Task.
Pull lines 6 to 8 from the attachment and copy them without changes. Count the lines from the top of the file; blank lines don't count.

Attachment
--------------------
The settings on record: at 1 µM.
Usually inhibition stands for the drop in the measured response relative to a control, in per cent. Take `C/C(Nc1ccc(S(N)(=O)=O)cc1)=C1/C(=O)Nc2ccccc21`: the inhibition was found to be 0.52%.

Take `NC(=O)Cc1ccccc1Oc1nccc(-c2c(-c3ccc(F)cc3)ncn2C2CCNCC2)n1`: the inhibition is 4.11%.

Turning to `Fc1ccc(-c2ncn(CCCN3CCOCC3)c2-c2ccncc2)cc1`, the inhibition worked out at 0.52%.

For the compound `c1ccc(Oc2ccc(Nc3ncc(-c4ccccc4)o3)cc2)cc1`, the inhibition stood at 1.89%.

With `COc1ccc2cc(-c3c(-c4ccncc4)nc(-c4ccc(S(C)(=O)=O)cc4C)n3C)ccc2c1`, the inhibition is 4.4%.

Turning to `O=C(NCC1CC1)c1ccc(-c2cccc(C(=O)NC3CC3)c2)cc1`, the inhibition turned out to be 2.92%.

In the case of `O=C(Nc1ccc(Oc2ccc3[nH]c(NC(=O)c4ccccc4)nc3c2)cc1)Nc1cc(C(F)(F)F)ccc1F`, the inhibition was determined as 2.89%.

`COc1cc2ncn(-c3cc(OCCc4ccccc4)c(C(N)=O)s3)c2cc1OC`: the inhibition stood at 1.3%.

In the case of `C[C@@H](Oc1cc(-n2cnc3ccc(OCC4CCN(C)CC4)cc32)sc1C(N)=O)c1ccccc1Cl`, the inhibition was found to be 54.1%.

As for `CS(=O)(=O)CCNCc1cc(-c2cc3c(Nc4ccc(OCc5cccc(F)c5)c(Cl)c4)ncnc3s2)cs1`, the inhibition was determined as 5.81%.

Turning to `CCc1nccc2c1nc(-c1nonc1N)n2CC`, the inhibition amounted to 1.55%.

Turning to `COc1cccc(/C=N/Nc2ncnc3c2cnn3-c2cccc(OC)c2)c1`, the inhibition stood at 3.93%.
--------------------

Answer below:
With `COc1ccc2cc(-c3c(-c4ccncc4)nc(-c4ccc(S(C)(=O)=O)cc4C)n3C)ccc2c1`, the inhibition is 4.4%.

Turning to `O=C(NCC1CC1)c1ccc(-c2cccc(C(=O)NC3CC3)c2)cc1`, the inhibition turned out to be 2.92%.

In the case of `O=C(Nc1ccc(Oc2ccc3[nH]c(NC(=O)c4ccccc4)nc3c2)cc1)Nc1cc(C(F)(F)F)ccc1F`, the inhibition was determined as 2.89%.